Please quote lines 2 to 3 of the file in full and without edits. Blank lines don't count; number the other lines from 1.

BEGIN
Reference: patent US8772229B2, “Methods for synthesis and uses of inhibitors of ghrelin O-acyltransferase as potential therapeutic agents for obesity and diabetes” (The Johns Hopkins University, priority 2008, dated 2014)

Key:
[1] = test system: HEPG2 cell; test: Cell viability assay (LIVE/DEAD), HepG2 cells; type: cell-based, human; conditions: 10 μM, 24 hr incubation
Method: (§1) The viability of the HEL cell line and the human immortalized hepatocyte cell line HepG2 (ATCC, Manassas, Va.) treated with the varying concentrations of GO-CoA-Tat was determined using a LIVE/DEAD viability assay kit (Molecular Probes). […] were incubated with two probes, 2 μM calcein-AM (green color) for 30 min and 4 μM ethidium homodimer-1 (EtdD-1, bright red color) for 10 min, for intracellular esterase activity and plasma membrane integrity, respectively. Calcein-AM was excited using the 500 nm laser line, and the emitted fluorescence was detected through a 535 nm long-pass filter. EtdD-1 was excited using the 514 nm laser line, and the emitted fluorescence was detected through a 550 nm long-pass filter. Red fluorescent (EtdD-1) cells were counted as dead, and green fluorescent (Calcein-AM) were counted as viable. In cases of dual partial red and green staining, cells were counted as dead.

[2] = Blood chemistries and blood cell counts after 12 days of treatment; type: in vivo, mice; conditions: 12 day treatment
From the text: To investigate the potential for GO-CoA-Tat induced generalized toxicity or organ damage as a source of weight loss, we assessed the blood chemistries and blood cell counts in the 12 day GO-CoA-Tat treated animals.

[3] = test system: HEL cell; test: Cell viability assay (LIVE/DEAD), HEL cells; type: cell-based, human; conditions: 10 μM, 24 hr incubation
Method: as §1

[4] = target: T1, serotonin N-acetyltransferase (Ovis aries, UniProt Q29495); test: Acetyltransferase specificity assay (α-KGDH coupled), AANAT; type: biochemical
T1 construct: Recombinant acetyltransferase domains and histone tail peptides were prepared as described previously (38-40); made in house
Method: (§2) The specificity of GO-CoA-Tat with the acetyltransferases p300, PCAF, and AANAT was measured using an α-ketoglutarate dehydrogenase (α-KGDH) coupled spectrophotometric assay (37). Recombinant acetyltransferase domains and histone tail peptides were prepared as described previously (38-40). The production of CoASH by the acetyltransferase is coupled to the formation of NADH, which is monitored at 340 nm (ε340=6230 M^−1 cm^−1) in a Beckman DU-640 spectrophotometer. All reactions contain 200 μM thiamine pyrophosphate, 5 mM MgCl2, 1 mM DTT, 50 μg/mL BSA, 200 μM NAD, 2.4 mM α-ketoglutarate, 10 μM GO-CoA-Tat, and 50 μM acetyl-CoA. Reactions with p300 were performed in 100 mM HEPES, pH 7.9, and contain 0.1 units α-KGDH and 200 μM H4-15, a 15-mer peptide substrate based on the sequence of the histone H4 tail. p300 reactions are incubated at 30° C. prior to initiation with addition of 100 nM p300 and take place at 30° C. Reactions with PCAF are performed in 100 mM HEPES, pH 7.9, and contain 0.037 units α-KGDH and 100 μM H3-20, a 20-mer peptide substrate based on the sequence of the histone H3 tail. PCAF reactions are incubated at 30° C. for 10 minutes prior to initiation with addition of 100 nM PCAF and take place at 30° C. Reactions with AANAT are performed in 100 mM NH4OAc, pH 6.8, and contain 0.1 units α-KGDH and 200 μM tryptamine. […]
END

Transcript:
Key:
[1] = test system: HEPG2 cell; test: Cell viability assay (LIVE/DEAD), HepG2 cells; type: cell-based, human; conditions: 10 μM, 24 hr incubation